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World Cup 2014: Using Football to Climb Out of Poverty

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Bread for the World's World Cup series will use the occasion of the Cup to focus on the great advances many of the participating countries and players have made in fighting hunger and poverty. Each day, until the end of the tournament, we will highlight a country, or an individual player, that is making a difference.

Tuesday July 8: Germany v. Brazil

640px-Dani_Alves-_Scotland_vs_Brazil_Mar10Fighting for a spot in the 2014 World Cup finals, the home team of Brazil will battle it out with Germany for the first time since defeating them in the 2002 World Cup. Although both teams are legendary in the world of football, their experience of hunger is a study in contrasts.

While nearly all of Germany’s players come from upper- and middle-class family backgrounds, nearly all of Brazil’s players have used football to climb out of poverty. This is the story for Brazil’s offensive right back, Dani Alves. The son of a melon farmer, Alves spent his youth working as a farmer, trader, and waiter before rising to football stardom. By partnering with charities that deal with health, housing, and education, Alves has helped prevent other children from experiencing the same disparity that he faced as a child.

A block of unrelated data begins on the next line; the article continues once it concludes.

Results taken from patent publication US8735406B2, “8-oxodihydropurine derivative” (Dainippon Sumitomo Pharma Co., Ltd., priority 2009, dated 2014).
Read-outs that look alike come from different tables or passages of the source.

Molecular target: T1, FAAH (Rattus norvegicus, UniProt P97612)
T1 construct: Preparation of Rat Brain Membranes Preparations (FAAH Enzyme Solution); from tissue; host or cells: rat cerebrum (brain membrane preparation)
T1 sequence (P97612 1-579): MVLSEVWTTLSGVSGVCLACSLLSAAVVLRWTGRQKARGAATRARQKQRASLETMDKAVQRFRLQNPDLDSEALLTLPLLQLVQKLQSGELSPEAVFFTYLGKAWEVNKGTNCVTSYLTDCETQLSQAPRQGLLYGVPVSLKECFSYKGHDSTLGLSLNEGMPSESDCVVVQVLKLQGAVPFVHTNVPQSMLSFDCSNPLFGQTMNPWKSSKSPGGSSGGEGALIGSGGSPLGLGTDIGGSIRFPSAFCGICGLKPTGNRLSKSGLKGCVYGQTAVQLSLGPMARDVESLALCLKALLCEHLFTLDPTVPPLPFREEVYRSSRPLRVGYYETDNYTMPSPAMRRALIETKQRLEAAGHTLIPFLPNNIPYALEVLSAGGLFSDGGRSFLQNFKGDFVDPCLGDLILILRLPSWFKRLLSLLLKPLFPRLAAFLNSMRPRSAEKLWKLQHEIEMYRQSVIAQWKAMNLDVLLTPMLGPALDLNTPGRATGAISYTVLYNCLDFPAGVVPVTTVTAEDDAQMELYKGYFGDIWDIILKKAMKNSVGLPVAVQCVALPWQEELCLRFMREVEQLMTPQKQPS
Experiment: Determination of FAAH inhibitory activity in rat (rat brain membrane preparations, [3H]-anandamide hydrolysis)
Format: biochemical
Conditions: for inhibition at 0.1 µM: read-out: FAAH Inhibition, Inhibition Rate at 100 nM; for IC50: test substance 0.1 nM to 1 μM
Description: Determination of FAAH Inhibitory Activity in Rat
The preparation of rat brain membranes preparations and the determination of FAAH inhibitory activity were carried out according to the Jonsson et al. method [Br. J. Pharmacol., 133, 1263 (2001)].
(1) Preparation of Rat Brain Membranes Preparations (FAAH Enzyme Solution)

“My commitment to charity work, especially with the neediest, allows me to give back some of the warmth and positivity that I receive on a daily basis,” wrote Alves on his website. Through individual efforts such as his, and collective efforts such as the Zero Hunger Initiative and The Organic Law of Food and Nutritional Security, Brazil has been slowly rising out of extreme poverty.

Despite having a comparatively privileged upbringing, Germany’s players have also encountered hunger. When discussing why he engages with charity work, German captain Philipp Lahm confessed that he was “shaken” by his visit to South Africa in 2007 to see the country that would host the 2010 World Cup and the poverty he saw there.

"I grew up in Munich with all the advantages that a good environment and family backing can give a child. I had a great start to life and got support all along the road to success as a professional footballer. Now I want to help others who haven’t been as lucky as I have." Soon after his trip, Lahm founded the Philipp Lahm Foundation which supports initiatives in both Germany and South Africa.

While each individual may differ in their personal experience with hunger, it is still a collective problem. Alves and Lahm show us that no matter what our socioeconomic backgrounds may be, we can all be part of the solution.

Photo:  Dani Alves (Wikimedia Commons).

 

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